Puntarelle are glorious to eat. This type of chicory is a versatile vegetable which you can eat raw or cooked. It’s also a doddle to grow. We grew it for the first time last year and it will be a firm favourite for the future.
You may see recipes for Puntarella, with an ‘a‘ at the end. However, to be precise, Puntarella is the Roman Italian word for little shoot. So puntarella is one shoot, and puntarelle – with an ‘e‘ at the end is the plural and means many shoots. We’re nearly always eating many, so the recipes use puntarelle. You may see the plant or seeds described as Cicoria (di) Cataglogna, Cicoria di Gaeta or Cicoria Asparago (asparagus chicory). As far as I can find out, the Cicoria di Veneto is a leaf only chicory like an endive and without the shoots. And some of the Cicoria Cataglogna seeds on sale are leaf only chicories. So be careful. In my next post, I’ll give you one UK source for the seeds for the right stuff.
According to Jane Grigson’s Vegetable Book, seeds of asparagus chicory used to be sold (in 1976) for UK growers by Thompson & Morgan. I’m told by Charlie Hicks (the über-costermonger) that puntarelle were grown in England 100s of years ago and used to be exported to Italy. Now he has to import them for the top chefs to use. It’s appears that we’ve lost the taste for them in this neck of the woods. Perhaps I can start a revival here. If you’d like to find out more about how to grow and cook them, please read on…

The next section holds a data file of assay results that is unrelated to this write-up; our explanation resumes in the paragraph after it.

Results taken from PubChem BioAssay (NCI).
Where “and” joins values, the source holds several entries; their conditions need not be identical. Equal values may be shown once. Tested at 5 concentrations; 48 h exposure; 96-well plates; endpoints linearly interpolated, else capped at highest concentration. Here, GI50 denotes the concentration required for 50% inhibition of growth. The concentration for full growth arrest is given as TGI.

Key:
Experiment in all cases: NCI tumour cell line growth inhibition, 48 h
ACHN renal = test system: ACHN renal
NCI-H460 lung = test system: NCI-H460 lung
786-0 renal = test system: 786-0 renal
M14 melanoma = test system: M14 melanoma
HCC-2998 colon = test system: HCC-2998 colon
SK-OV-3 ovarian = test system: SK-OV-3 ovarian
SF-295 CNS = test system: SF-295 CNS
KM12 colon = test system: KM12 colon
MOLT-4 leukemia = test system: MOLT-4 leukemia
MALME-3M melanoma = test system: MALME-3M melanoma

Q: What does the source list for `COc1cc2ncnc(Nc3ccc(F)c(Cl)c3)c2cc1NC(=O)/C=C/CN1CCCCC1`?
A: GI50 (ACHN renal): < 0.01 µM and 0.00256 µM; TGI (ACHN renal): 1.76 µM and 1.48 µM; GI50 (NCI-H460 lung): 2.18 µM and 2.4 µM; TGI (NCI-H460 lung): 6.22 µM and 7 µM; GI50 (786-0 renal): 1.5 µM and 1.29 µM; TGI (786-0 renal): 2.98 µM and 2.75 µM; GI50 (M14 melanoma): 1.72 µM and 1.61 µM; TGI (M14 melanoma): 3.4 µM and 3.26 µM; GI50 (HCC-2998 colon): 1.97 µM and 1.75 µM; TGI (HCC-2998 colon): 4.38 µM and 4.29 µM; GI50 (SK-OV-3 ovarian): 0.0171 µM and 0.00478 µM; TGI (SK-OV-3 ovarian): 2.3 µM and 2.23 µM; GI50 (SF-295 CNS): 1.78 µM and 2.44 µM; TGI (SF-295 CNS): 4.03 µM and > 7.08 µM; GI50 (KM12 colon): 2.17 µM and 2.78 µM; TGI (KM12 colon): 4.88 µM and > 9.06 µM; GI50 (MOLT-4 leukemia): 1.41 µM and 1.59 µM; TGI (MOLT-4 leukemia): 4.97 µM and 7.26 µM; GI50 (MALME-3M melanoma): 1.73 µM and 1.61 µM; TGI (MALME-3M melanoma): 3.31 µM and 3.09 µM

This picture is of puntarelle that is about 4-6 weeks old. It shows what you get with the plant. Some narrow, frilled and ribbed leaves like an endive surrounding a centre where the juicy edible shoots appear.
Both the leaves and the shoots are edible.
The shoots are very unusual. They are hollow and ribbed on the insides. When raw they are crunchy and slightly bitter. You can reduce the crunch and the bitterness by steaming, boiling or sauteing them.
In Rome, they are traditionally eaten cut into fine strips lengthways. Then they are iced (for about an hour is best) so that they tenderise & curl. To serve they are dressed with a big flavoured anchovy and lemon juice (or red wine vinegar) dressing. Serve with fettunta – a good bread, toasted and drizzled with excellent extra virgin olive oil.
Here’s my attempt, served with some juicy home-grown tomatoes:
Below there is a video from Elizabeth Minchilli in Rome of them being prepared in the local market. Notice the patented puntarelle cutter called a Taglia.
Elizabeth’s recipe for the dressing and more information is here.
The leaves are more of a bitter chicory taste than the shoots, the larger and older leaves more so. I treat them like chard and strip the green leaf from the rib. I sauté the rib and then steam or sauté the shredded leaves. These are great dressed in a punchy vinaigrette or added to soups, casseroles, stews or pasta fillings.
There’s an alternative recipe and another video showing how to prepare the puntarelle from Stevie Parle at the Guardian’s Organic Allotment Blog.
The leaves and shoots can both be cooked and combined in another robust recipe served with beans.
A recipe for a similar dish is here on Lidia Bastianich’s site.
The shoots are also great cut across into small tubes about 1cm long and added to pasta sauces, minestrones and casseroles.
I hope you’re convinced it’s an interesting vegetable to try. Here’s my next blog post on puntarelle about how to grow it.